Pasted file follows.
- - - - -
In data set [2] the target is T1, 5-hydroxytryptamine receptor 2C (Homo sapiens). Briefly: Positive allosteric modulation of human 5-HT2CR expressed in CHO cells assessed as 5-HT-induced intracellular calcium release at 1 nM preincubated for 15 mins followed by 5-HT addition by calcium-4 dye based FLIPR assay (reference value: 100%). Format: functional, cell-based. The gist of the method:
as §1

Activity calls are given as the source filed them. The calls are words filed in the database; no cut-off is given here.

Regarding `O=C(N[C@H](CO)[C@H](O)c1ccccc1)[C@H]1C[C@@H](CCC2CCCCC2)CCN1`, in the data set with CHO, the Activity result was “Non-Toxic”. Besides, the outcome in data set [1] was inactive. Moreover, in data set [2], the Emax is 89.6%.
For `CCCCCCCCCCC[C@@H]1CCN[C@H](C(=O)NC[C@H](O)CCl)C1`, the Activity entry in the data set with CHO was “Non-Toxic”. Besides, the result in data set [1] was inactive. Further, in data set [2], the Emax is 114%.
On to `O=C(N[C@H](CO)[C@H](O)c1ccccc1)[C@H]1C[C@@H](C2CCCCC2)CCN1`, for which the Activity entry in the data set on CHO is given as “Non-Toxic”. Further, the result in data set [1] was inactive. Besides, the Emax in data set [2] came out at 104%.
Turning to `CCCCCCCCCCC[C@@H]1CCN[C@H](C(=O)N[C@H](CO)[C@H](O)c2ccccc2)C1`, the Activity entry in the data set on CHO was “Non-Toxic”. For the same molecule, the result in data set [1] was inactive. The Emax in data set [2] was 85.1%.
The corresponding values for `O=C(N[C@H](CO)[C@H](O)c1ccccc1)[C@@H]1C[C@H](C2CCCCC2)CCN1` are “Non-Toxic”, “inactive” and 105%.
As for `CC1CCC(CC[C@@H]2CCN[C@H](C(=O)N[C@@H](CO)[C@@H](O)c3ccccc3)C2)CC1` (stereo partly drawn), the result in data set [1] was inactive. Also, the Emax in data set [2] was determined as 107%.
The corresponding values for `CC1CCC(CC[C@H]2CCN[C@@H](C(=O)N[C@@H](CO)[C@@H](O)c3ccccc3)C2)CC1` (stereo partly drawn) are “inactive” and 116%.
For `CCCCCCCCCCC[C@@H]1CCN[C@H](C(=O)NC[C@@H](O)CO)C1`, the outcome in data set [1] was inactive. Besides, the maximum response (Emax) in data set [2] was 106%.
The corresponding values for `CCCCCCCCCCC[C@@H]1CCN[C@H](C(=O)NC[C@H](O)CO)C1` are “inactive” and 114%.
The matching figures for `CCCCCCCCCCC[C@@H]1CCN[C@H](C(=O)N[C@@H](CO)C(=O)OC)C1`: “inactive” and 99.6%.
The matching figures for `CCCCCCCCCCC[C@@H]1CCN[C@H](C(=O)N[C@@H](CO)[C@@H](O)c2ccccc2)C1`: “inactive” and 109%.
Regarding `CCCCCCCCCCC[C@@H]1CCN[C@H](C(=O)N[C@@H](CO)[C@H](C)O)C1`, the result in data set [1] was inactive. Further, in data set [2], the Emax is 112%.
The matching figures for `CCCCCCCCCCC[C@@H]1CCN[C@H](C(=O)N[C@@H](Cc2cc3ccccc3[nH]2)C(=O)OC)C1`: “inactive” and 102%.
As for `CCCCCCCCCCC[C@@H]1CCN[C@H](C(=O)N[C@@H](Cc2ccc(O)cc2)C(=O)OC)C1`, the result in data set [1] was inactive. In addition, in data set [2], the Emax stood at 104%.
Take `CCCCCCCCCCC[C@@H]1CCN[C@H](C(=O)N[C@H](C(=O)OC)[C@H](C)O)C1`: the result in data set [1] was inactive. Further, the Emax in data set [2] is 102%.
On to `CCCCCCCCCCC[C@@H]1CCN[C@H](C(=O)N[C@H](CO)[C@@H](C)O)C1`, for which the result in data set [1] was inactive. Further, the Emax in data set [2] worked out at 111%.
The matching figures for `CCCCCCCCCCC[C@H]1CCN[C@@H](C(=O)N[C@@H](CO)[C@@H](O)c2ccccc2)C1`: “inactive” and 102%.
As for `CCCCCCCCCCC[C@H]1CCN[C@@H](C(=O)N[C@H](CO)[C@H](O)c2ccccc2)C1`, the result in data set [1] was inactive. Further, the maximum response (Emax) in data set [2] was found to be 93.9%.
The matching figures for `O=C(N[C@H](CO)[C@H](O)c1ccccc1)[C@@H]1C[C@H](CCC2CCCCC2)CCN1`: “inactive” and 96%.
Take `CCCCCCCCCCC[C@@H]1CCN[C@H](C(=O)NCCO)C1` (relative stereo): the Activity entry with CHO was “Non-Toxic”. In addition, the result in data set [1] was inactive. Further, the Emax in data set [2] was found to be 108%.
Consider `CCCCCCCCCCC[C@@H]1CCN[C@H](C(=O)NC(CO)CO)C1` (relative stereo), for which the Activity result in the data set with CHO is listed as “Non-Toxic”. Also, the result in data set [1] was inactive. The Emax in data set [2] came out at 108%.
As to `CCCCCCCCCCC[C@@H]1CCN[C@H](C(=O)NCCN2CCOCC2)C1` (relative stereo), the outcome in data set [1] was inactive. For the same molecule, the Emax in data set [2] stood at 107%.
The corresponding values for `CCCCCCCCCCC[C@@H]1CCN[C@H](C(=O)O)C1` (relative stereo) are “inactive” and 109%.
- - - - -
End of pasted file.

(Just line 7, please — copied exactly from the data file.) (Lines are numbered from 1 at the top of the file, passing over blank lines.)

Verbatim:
Turning to `CCCCCCCCCCC[C@@H]1CCN[C@H](C(=O)N[C@H](CO)[C@H](O)c2ccccc2)C1`, the Activity entry in the data set on CHO was “Non-Toxic”. For the same molecule, the result in data set [1] was inactive. The Emax in data set [2] was 85.1%.